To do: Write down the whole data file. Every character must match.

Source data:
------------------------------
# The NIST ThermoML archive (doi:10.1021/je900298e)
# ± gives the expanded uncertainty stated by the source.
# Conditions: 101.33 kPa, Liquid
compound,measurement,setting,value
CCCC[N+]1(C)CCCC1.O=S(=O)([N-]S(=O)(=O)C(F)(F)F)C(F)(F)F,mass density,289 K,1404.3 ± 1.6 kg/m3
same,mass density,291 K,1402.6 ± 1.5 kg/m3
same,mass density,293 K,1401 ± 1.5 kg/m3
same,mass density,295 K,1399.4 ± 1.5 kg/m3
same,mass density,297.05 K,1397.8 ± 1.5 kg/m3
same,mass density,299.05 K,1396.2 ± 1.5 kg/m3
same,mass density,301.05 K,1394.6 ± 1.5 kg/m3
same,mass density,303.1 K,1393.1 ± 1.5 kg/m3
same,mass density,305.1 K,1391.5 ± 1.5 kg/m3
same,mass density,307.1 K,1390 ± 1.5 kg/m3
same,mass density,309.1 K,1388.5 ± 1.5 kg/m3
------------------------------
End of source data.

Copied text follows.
# The NIST ThermoML archive (doi:10.1021/je900298e)
# ± gives the expanded uncertainty stated by the source.
# Conditions: 101.33 kPa, Liquid
compound,measurement,setting,value
CCCC[N+]1(C)CCCC1.O=S(=O)([N-]S(=O)(=O)C(F)(F)F)C(F)(F)F,mass density,289 K,1404.3 ± 1.6 kg/m3
same,mass density,291 K,1402.6 ± 1.5 kg/m3
same,mass density,293 K,1401 ± 1.5 kg/m3
same,mass density,295 K,1399.4 ± 1.5 kg/m3
same,mass density,297.05 K,1397.8 ± 1.5 kg/m3
same,mass density,299.05 K,1396.2 ± 1.5 kg/m3
same,mass density,301.05 K,1394.6 ± 1.5 kg/m3
same,mass density,303.1 K,1393.1 ± 1.5 kg/m3
same,mass density,305.1 K,1391.5 ± 1.5 kg/m3
same,mass density,307.1 K,1390 ± 1.5 kg/m3
same,mass density,309.1 K,1388.5 ± 1.5 kg/m3